Doubt point: a symbol that looks a little like a question mark (ɀ̣) that indicates doubt. Used at the end of a sentence. For example: ‘There’s something wrong with the engine. I think it could be the cam beltɀ̣’
Mix up your conjunctive adverbs
We’ll start by explaining conjunctive adverbs. These handy words are used to link ideas. They concisely show logical relationships between points, clauses and sentences — and add vigour and directness to your writing. Here are some of our favourite:
Moreover: a better way of saying ‘besides’. For example: ‘The whisky tasted great; moreover, the price was competitive.’
Conversely: a better way of saying ‘on the other hand’. For example: ‘Men overwear black tie, while white tie, conversely, is underused.’
Hence: a better way of saying ‘for this reason’. For example: ‘The chef lost his sense of taste; and hence had to retire.’
Likewise: a better way of saying ‘in the same way’. For example: ‘Ian Fleming enjoyed travelling to Jamaica, and James Bond, likewise, was known to frequent the island nation.’
Accordingly: a better way of saying ‘as a result’. For example: ‘The car was not speeding; accordingly, there will be no fine.’
Try to learn all the English verb tenses
This is a good challenge to sink your literary teeth into on a rainy afternoon. Grab a notebook, get jotting some examples and try to remember each of the below:
Present Simple. Something you do every day, month, or year. For example: ‘I travel every day.’
Present Continuous/Progressive. Something happening currently. For example: ‘I am travelling now.’
Present Perfect. Something that you have just completed. For example: ‘I have travelled here.’
Present Perfect Continuous/Progressive. Something started in the past, but still happening. For example: ‘I have been traveling for a day.’
Past Simple. Something you have completed and finished at a certain time. For example: ‘I travelled here yesterday.’
Past Continuous/Progressive. Something that has been interrupted by another action. For example: ‘I was travelling when the engine failed.’
Past Perfect. Something that encompasses two actions, with the initial action being completed first. For example: ‘I had travelled by bicycle when the car arrived.’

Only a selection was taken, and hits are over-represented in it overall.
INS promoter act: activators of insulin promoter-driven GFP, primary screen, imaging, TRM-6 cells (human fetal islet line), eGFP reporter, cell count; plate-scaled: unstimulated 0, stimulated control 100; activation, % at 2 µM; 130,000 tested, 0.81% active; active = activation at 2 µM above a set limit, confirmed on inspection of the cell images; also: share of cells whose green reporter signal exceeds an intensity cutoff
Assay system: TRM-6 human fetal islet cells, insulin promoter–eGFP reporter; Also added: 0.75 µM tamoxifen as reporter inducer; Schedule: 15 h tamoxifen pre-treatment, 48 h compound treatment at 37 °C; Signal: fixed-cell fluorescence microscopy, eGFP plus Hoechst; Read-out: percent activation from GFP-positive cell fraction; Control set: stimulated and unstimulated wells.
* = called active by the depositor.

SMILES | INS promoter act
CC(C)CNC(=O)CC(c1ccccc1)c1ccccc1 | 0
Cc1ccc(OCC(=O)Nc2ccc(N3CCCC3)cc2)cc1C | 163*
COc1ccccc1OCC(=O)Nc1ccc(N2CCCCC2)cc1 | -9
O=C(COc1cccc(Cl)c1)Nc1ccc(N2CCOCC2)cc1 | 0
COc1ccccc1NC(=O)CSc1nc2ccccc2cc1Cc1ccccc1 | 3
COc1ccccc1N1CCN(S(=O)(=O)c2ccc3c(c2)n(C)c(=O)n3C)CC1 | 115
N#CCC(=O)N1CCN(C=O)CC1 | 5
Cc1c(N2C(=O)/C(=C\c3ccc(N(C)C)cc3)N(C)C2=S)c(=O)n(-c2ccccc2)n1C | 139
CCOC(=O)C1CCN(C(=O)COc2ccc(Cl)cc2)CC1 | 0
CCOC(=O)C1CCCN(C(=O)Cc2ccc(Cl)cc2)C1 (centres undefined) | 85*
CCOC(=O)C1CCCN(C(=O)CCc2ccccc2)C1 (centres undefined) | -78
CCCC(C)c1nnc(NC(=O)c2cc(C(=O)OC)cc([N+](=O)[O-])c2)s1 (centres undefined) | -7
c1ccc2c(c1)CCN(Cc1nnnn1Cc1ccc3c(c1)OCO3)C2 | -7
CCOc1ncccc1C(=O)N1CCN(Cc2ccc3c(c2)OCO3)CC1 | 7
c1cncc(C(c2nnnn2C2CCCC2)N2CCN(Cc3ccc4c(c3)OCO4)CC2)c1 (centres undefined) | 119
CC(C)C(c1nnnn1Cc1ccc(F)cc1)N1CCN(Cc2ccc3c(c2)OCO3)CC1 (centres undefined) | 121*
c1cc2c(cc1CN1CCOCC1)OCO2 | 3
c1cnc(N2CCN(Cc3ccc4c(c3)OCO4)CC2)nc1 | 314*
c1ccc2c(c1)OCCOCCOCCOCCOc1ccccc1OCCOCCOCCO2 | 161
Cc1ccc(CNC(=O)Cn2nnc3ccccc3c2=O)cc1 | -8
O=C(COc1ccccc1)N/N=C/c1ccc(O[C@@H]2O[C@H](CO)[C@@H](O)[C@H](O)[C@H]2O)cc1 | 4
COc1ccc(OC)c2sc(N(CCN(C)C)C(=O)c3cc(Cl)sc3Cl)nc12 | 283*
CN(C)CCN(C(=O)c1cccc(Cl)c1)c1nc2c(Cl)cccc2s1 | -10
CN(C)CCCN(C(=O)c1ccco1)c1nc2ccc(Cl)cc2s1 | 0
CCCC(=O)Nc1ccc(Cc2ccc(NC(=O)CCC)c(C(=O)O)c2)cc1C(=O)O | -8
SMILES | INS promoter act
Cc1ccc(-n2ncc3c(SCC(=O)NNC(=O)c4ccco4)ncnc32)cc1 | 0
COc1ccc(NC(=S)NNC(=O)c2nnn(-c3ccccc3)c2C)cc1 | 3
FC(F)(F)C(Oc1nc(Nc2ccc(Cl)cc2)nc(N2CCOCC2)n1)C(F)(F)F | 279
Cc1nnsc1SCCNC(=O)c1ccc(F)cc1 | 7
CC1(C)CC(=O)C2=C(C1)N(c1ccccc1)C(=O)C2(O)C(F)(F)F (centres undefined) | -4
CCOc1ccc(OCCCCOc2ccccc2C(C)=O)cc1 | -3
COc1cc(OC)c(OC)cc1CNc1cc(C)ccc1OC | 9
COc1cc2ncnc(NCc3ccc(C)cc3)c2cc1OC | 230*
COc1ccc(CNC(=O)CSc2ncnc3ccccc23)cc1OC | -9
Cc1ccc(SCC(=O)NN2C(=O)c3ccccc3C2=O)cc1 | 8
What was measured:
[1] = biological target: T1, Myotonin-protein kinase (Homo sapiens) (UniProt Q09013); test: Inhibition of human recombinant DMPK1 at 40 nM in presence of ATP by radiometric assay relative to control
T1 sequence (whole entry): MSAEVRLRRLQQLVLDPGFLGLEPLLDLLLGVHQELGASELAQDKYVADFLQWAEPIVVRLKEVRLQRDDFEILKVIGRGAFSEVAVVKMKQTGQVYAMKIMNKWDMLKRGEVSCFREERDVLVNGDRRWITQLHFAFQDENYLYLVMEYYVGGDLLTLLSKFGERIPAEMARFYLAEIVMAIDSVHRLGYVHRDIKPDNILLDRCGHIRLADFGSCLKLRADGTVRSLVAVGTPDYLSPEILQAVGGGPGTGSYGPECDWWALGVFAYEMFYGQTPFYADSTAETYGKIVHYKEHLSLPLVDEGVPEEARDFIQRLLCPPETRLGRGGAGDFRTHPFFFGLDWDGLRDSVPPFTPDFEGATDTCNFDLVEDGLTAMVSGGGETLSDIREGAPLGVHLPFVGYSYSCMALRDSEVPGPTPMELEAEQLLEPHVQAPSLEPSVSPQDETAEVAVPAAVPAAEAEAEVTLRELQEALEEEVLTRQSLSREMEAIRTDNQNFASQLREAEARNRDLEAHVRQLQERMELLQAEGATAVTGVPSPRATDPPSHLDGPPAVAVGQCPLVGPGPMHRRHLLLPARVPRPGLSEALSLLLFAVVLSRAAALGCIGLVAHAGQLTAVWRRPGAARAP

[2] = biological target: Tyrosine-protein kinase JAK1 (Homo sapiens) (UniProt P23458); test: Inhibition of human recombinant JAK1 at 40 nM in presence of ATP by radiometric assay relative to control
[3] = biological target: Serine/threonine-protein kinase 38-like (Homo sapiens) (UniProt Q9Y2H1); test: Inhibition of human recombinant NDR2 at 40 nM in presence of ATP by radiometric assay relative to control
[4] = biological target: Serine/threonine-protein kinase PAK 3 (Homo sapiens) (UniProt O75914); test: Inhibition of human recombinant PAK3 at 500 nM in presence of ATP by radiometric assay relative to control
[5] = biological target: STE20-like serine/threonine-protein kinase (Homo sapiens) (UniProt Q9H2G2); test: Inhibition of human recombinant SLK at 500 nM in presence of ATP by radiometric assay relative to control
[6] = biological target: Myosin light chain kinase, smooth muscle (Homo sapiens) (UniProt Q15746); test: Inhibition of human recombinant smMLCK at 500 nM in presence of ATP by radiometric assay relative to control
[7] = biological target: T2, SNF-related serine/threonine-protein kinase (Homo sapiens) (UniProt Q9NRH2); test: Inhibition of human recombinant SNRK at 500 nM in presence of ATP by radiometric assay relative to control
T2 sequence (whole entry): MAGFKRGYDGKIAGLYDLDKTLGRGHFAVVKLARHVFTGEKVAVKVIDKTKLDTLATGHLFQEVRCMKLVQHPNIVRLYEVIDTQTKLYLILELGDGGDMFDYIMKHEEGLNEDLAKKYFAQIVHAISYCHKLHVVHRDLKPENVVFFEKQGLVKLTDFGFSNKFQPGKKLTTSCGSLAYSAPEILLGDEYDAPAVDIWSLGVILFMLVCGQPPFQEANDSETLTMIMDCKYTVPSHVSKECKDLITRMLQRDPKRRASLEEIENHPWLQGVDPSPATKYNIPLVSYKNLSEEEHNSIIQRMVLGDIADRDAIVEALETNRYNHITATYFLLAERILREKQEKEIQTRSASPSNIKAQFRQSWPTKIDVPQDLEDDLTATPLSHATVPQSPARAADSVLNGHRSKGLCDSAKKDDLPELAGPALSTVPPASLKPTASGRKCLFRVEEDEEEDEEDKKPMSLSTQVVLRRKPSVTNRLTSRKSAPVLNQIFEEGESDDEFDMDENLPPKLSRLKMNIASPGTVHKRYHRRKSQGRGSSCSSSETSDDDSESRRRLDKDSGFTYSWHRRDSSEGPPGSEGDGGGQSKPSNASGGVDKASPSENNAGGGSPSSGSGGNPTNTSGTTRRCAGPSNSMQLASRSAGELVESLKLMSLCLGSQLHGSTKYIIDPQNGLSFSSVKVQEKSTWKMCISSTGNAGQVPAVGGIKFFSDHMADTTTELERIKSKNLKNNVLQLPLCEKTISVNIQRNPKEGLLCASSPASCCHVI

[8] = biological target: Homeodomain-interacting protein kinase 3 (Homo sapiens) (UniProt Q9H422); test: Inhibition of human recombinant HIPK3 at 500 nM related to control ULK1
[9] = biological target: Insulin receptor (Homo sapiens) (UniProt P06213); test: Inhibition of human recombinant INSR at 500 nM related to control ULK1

Past Perfect Continuous/Progressive. Something that encompasses two actions, with the initial action being completed at a specific time first. For example: ‘I had been travelling by bicycle for one hour when the car arrived.’
Future Simple. Something that will happen in the future. For example: ‘I will travel tomorrow.’
Future Perfect. Something that will be completed in the future before something else happens. For example: ‘I will have travelled to the location by the time you arrive.’
Future Continuous/Progressive. Something that has not been completed by the time a second action is complete. For example: ‘I will be travelling when you arrive.’
Future Perfect Continuous/Progressive. Something that will be happening in the future when it is interrupted by a second action at a specific time. For example: ‘I will have been travelling for one hour when you arrive.’
Drop in some obscure plurals
How about something a little less heavy? We English speakers have some curious, obscure ways of pluralising words — and nothing will show you mastery of the language more playfully than dropping some of these into conversation. We’ll start with the general rules, and then move onto some outliers.
- For regular nouns, add ‘-s’.
- For singular nouns ending in ‑s, -ss, -sh, -ch, -x, or -z, add ‘‑es’.
- For nouns ending in ‑f or ‑fe, change to ‘-ve’ before adding ’-s’.
- For nouns ending in a consonant and then ‘-y’, change the ending to ‘ies’.
- For nouns ending in ‑o, add ‘‑es’.
And now for some fun ones…
Mongooses. That’s right, no ‘geese’ in the plural.
Plateaux. Sounds like a delicious desert; actually the plural of ‘plateau’.
Octopuses. People say ‘octopi’. But, derived from Greek, it shouldn’t follow Latin rules.
Culs-de-Sac. No ‘cul-de-sacs’ here, thank you very much.
Passersby. Similar to the above. Whack the ’s’ in the middle of the word.
Low lifes. A gaggle of undesirables are not ‘low lives’.
Sphinges. The correct plural of ‘sphinx’. Good luck getting that into conversation.
Want more obscure etiquette? Here are the best handshake alternatives for these troubling times…